Quiet Quitting: Confused?

“Quiet quitting” is defined as workers who don’t leave their jobs, but only do what they were hired to do. Imagine that!

For more than a year, America’s corporate chieftains have been moaning about the “Great Resignation”: the recent phenomenon of workers just up and quitting their jobs. And now comes “quiet quitting”: workers who don’t leave their jobs, but only do what they were hired to do, quietly rejecting the endless extra (unpaid) tasks and weekend assignments that bosses try to pile on. What’s at work in the heads of all these workers?

Simple, barked one taskmaster way back in 1894. “Nobody wants to work.” And here’s an anti-New Deal baron in 1940, snorting that “trouble is everybody is on relief or a pension — nobody wants to work.” Then in ’52 came the same refrain: Everybody is “too damned lazy and nobody wants to work anymore.” Year after year, the exact same wail is repeated from on high, including this group gripe expressed in a corporate survey this year: “One in five executive leaders agree (that) ‘No one wants to work.'”

Given the historic continuum of executive-suite disdain for working stiffs, it’s no surprise that the top dogs are still blaming “sluggish” workers for today’s rampant job dissatisfaction. But it’s both hilarious and pathetic that high-dollar bosses are so inept at employee relations that they can’t keep the rank and file on the job, much less keep them quasi-happy. The corporate response has been to put a silly Band-Aid on this serious problem.

They’ve created new executive-level positions with titles like “Chief People Officer” and hired consulting firms with such names as “Woohoo” and “Happy Ltd” to come up with treats, trinkets and gimmicks, trying to make the workplace seem like a playscape: Beer tastings! Ping-pong games! Meditation periods! A Lizzo concert! Office slides! Company water bottles! Wine Wednesdays!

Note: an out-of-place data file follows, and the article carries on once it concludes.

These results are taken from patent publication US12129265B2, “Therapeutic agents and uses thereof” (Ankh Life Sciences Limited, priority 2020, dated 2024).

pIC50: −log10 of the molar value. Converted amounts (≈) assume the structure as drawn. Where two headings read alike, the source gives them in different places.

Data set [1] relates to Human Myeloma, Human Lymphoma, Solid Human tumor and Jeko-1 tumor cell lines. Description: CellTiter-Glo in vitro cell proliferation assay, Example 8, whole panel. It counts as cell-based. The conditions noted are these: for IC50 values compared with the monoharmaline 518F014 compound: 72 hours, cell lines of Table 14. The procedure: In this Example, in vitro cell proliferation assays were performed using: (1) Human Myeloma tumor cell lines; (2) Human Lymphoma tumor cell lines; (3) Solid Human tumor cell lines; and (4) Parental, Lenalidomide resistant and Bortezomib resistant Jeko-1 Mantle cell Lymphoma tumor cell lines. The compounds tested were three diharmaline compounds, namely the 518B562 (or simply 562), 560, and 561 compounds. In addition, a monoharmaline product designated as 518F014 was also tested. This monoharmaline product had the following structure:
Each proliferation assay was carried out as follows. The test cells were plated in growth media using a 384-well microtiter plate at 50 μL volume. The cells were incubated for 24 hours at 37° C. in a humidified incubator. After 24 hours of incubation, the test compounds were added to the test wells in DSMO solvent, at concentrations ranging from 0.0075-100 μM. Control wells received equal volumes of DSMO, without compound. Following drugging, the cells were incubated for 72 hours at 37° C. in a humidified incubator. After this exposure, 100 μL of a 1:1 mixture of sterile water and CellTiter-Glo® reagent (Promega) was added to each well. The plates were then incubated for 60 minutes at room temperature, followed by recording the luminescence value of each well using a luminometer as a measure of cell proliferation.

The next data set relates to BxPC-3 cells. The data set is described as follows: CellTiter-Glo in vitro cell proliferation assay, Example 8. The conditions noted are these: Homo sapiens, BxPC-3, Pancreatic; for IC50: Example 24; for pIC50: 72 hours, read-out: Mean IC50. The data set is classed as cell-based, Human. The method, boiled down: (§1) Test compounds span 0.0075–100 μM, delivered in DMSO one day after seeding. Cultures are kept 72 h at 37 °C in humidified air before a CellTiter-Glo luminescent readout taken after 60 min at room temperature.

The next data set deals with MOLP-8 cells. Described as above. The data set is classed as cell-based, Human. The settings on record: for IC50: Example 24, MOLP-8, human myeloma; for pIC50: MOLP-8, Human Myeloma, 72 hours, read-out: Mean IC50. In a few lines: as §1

Seriously? Memo to CEOs: Try decent pay and benefits, rational scheduling, meaningful goals, real teamwork and personal respect. In a word: Dignity.

In the world of work, what two occupations might seem to have the very least in common? How about long-haul truck drivers… and school librarians? Yes, an odd pairing, but both are prime examples of workers who’ve had their workplace dignity stripped away. So, solidarity forever!

Start with truckers; the job is literally a grueling haul. You’re wrangling massive 18-wheelers some 500 miles a day for 2-3 weeks straight, putting up with traffic jams, storms, bad roads, lunatic drivers, helter-skelter scheduling, truck-stop food, sleeping in the truck — and battling fatigue, aches, your bladder and loneliness.

Trucking used to be a good union job, with decent pay and conditions — until the deregulation craze four decades ago brought in Wall Street profiteers and fast-buck hustlers who turned the industry into anti-union exploiters. As a result, the yearly quit rate for drivers is almost 100%! But rather than retaining drivers by upping pay and stopping their torturous treatment, the corporate bosses have rushed to Washington demanding access to an even cheaper pool of low-wage workers: teenagers. Yes — put an 18-year-old in that 18-wheeler… and keep them profits rolling!

And here’s another good job suddenly turned ugly: school librarian. Yes, while student enrollments rise and the need for these nurturers of our society’s literacy is greater than ever, their quit rate is soaring — not because of low pay or long hours, but because of raw right-wing politics. These dedicated, invaluable educators are literally being abused by demagogic GOP politicians and their extremist partisans who’ve launched an anti-librarian crusade, including book banning and harebrained witch hunting. Come on — how twisted are you to pick on librarians? Yet, they are under attack by political hacks, condemned by reprobate preachers and physically threatened by frenzied parents… and being fired by wimpy school boards.

Forget the “law” of supply and demand; today’s job market is being ruled by greedmeisters and political lunatics.

Jim Hightower
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